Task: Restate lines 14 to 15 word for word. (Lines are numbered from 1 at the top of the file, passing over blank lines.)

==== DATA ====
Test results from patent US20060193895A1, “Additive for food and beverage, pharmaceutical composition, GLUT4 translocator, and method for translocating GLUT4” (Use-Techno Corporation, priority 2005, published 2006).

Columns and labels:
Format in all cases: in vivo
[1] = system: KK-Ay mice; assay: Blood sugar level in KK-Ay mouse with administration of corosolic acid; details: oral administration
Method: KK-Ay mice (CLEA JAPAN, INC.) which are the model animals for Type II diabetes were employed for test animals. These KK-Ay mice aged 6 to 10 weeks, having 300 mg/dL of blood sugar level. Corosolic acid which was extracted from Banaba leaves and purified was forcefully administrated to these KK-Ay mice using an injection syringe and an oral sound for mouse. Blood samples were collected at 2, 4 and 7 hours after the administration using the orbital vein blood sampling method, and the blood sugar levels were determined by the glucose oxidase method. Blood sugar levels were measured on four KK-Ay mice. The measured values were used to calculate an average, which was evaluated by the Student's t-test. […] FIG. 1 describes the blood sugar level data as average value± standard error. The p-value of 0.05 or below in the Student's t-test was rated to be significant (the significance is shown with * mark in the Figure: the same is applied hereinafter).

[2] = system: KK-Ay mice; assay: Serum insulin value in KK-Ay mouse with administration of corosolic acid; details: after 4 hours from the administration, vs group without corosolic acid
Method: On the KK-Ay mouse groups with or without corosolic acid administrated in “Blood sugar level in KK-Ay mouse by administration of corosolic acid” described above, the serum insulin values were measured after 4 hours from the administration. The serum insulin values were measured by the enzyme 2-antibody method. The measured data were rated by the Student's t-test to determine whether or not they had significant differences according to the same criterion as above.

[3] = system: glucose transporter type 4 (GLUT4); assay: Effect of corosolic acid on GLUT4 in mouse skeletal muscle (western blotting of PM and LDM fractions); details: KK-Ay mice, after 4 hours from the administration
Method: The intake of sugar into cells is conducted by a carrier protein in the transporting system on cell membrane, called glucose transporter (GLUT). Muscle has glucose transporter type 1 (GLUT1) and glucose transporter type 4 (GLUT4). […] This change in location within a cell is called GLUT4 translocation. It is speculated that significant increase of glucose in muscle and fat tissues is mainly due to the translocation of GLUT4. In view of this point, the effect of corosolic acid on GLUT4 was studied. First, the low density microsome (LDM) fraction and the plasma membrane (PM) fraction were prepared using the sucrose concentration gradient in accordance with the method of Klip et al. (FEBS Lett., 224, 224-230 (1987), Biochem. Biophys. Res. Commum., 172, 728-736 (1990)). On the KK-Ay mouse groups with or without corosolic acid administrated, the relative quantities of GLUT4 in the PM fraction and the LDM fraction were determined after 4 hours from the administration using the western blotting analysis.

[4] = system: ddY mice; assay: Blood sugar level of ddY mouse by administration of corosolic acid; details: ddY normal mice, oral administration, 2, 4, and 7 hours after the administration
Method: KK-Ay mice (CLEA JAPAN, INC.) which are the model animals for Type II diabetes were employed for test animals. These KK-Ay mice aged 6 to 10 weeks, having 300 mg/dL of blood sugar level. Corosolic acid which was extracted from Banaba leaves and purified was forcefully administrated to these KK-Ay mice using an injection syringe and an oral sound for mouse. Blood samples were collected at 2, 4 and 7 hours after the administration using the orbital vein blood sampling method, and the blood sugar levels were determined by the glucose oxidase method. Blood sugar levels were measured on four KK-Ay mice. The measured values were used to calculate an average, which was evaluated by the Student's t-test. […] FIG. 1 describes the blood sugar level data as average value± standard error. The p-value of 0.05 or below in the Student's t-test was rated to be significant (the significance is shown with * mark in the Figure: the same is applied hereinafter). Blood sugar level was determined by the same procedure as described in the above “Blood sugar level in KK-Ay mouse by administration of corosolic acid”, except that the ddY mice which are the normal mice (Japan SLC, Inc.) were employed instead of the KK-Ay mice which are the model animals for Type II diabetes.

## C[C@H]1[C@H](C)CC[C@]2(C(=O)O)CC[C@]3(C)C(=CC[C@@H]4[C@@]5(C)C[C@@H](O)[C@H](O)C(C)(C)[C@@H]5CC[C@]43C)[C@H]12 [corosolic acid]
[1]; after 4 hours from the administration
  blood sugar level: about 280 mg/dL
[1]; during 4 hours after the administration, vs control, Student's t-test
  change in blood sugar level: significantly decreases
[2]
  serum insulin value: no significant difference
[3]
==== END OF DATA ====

  blood sugar level: about 280 mg/dL
[1]; during 4 hours after the administration, vs control, Student's t-test